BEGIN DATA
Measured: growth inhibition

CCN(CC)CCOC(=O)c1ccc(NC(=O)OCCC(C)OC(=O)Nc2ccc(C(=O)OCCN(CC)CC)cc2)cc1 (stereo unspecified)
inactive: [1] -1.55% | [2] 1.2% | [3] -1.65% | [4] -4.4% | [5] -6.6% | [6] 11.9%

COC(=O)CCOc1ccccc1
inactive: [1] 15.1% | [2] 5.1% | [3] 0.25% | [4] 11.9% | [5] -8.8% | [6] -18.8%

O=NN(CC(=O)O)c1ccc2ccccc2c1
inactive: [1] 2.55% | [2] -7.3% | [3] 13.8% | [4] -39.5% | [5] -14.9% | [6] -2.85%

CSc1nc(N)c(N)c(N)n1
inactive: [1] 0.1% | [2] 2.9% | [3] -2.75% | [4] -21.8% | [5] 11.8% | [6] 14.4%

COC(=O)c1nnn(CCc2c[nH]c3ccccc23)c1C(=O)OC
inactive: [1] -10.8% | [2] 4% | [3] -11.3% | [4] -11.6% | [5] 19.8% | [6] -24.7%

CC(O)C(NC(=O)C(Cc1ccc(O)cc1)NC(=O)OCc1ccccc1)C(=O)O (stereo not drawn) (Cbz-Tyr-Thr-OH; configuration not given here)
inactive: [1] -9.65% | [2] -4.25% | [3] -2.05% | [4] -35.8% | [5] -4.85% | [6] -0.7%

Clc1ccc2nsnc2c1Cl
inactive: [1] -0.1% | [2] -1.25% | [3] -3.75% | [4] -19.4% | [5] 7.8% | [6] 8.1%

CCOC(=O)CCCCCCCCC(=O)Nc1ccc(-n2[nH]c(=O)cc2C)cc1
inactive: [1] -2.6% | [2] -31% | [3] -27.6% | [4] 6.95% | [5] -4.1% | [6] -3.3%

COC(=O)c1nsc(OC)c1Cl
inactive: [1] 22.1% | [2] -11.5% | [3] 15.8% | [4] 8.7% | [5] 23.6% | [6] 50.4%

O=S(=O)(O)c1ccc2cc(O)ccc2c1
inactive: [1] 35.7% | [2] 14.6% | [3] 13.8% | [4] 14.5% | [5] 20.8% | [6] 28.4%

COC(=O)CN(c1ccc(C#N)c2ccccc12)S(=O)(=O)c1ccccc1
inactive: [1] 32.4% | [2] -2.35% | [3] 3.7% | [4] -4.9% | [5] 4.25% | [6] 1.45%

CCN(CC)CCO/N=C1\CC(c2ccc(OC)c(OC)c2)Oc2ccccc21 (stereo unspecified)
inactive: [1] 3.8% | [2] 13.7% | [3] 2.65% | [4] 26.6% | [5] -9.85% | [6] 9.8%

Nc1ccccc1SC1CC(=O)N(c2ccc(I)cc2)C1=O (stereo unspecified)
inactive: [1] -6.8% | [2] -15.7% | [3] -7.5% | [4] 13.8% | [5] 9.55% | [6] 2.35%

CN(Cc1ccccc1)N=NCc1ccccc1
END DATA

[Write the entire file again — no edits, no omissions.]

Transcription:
Measured: growth inhibition

CCN(CC)CCOC(=O)c1ccc(NC(=O)OCCC(C)OC(=O)Nc2ccc(C(=O)OCCN(CC)CC)cc2)cc1 (stereo unspecified)
inactive: [1] -1.55% | [2] 1.2% | [3] -1.65% | [4] -4.4% | [5] -6.6% | [6] 11.9%

COC(=O)CCOc1ccccc1
inactive: [1] 15.1% | [2] 5.1% | [3] 0.25% | [4] 11.9% | [5] -8.8% | [6] -18.8%

O=NN(CC(=O)O)c1ccc2ccccc2c1
inactive: [1] 2.55% | [2] -7.3% | [3] 13.8% | [4] -39.5% | [5] -14.9% | [6] -2.85%

CSc1nc(N)c(N)c(N)n1
inactive: [1] 0.1% | [2] 2.9% | [3] -2.75% | [4] -21.8% | [5] 11.8% | [6] 14.4%

COC(=O)c1nnn(CCc2c[nH]c3ccccc23)c1C(=O)OC
inactive: [1] -10.8% | [2] 4% | [3] -11.3% | [4] -11.6% | [5] 19.8% | [6] -24.7%

CC(O)C(NC(=O)C(Cc1ccc(O)cc1)NC(=O)OCc1ccccc1)C(=O)O (stereo not drawn) (Cbz-Tyr-Thr-OH; configuration not given here)
inactive: [1] -9.65% | [2] -4.25% | [3] -2.05% | [4] -35.8% | [5] -4.85% | [6] -0.7%

Clc1ccc2nsnc2c1Cl
inactive: [1] -0.1% | [2] -1.25% | [3] -3.75% | [4] -19.4% | [5] 7.8% | [6] 8.1%

CCOC(=O)CCCCCCCCC(=O)Nc1ccc(-n2[nH]c(=O)cc2C)cc1
inactive: [1] -2.6% | [2] -31% | [3] -27.6% | [4] 6.95% | [5] -4.1% | [6] -3.3%

COC(=O)c1nsc(OC)c1Cl
inactive: [1] 22.1% | [2] -11.5% | [3] 15.8% | [4] 8.7% | [5] 23.6% | [6] 50.4%

O=S(=O)(O)c1ccc2cc(O)ccc2c1
inactive: [1] 35.7% | [2] 14.6% | [3] 13.8% | [4] 14.5% | [5] 20.8% | [6] 28.4%

COC(=O)CN(c1ccc(C#N)c2ccccc12)S(=O)(=O)c1ccccc1
inactive: [1] 32.4% | [2] -2.35% | [3] 3.7% | [4] -4.9% | [5] 4.25% | [6] 1.45%

CCN(CC)CCO/N=C1\CC(c2ccc(OC)c(OC)c2)Oc2ccccc21 (stereo unspecified)
inactive: [1] 3.8% | [2] 13.7% | [3] 2.65% | [4] 26.6% | [5] -9.85% | [6] 9.8%

Nc1ccccc1SC1CC(=O)N(c2ccc(I)cc2)C1=O (stereo unspecified)
inactive: [1] -6.8% | [2] -15.7% | [3] -7.5% | [4] 13.8% | [5] 9.55% | [6] 2.35%

CN(Cc1ccccc1)N=NCc1ccccc1